Outgoing commission member Janet Clyde, who runs the legendary Vesuvio bar in North Beach, said she has long been bothered by the changing tone and dynamics on the commission: “There is definitely an agenda that is driven by the Mayor’s Office, a more conservative view…There is a big business agenda in small business clothes.”

And she said that change has been pushed by Plan C, CRG, and other fiscally conservative groups that backed Lee’s mayoral campaign. “They really saw an opportunity to use the Small Business Commission to push their agendas.”

The CRG board includes three members of Murphy O’Brien Real Estate Investments, including O’Brien and Mel Murphy, who is a mayoral appointee to the Building Inspection Commission, where he also regularly advocates for real estate interests. CRG, which did not return our calls for comment, testifies regularly at City Hall in favor of development and against regulation. Clyde and current commission member Kathleen Dooley say O’Brien has been especially aggressive in pushing his ideological agenda.

O’Brien ignored repeated Guardian requests for comment, and when we finally reached him by phone, he said, “I have no interest in talking to you.”

In December, in his role as president, O’Brien called a special hearing to discuss the Eastern Neighborhoods Plan, the massive land use plan passed a few years ago after dozens of public hearings to work out its myriad complicated details and balance the preservation of light industrial properties with housing development, providing city services, and other considerations.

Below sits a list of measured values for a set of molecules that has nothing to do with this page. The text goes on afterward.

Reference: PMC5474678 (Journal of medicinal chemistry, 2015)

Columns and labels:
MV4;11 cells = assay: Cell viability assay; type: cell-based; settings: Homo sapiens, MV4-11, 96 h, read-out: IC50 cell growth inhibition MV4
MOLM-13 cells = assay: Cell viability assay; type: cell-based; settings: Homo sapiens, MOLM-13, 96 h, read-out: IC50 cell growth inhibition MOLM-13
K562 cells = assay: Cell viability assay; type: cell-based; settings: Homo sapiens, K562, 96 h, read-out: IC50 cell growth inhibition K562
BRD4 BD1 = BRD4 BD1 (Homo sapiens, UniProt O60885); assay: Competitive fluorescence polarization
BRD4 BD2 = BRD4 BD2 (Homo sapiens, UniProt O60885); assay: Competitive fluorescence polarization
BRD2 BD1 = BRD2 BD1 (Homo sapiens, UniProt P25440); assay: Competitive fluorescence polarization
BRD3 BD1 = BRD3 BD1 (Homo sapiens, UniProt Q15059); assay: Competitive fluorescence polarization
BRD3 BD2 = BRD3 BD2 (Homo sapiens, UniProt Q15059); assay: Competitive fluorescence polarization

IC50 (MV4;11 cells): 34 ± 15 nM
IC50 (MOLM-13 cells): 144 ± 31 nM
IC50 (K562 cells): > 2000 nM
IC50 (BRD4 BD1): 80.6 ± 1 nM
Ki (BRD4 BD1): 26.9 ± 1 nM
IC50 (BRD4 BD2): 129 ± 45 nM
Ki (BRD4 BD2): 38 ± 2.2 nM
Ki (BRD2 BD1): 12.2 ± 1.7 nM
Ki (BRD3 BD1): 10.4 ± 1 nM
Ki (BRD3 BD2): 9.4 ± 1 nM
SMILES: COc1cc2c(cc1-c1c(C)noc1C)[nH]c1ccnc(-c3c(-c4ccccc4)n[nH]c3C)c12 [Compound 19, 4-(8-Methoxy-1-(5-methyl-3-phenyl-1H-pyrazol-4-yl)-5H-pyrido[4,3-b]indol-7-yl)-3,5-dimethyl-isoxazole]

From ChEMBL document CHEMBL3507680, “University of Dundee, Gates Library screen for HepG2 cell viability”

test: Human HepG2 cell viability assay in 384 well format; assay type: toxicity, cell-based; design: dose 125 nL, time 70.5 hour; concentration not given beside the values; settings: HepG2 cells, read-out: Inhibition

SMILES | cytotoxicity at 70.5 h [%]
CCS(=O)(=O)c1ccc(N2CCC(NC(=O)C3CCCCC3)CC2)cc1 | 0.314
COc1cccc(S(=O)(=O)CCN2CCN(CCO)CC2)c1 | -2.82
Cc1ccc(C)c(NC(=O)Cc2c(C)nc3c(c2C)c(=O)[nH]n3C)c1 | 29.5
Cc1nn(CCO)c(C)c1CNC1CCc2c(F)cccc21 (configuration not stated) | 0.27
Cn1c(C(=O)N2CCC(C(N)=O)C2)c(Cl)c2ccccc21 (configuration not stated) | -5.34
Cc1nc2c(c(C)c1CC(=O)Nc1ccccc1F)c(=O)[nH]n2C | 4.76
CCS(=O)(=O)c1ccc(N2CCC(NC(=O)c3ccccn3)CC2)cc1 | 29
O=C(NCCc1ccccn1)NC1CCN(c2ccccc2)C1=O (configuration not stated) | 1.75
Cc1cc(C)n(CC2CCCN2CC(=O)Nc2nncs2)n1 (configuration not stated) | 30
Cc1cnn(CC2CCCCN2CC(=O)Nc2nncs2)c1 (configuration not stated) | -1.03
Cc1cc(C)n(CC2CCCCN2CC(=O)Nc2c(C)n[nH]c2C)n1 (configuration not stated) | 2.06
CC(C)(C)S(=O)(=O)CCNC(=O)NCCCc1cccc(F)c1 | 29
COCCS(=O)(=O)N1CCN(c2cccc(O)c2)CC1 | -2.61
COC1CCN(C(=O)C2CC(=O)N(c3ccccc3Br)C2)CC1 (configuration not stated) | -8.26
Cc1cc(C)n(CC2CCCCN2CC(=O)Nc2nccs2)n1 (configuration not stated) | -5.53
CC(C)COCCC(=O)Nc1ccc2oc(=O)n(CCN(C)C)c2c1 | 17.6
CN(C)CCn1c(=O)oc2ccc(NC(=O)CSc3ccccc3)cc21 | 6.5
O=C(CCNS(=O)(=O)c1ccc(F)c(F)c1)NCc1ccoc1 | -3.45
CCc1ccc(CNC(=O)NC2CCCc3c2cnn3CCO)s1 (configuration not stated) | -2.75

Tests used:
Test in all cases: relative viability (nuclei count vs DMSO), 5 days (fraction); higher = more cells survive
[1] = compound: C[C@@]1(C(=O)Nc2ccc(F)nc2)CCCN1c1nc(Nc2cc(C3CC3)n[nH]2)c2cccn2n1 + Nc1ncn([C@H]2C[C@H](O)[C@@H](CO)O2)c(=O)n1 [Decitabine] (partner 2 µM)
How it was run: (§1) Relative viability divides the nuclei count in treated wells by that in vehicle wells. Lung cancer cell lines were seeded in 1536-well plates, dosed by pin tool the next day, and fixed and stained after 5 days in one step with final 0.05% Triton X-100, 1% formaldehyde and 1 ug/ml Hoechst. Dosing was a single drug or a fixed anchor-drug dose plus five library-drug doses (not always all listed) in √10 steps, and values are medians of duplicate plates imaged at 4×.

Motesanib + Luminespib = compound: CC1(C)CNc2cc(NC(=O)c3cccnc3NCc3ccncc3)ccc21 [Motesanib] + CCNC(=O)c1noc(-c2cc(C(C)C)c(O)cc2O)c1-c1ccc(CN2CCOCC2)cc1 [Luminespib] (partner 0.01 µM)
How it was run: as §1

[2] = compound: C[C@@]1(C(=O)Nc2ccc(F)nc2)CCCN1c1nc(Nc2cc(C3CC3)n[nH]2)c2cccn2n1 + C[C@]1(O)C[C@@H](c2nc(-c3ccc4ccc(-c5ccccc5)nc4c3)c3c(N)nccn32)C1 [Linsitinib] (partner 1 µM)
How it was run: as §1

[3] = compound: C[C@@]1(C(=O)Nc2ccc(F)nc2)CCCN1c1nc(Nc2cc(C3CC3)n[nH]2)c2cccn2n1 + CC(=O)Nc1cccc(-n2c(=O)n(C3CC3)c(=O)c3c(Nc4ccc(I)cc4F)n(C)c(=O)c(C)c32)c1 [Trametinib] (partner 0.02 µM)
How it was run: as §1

“This thing really needs to be thought out a little bit more,” O’Brien said at the hearing in a video clip that is prominently displayed on the CRG website.

Commission Executive Director Regina Dick-Endrizzi defended that hearing and others that have ventured into planning, regulation, and land uses issues that seem to be the purview of other city commissions. “Every business we talk to that wants to be in a brick-and-mortar space, it’s all about land use,” she said, noting that at the commission’s last annual retreat, “they decided to take a look at impact fees and their implications.”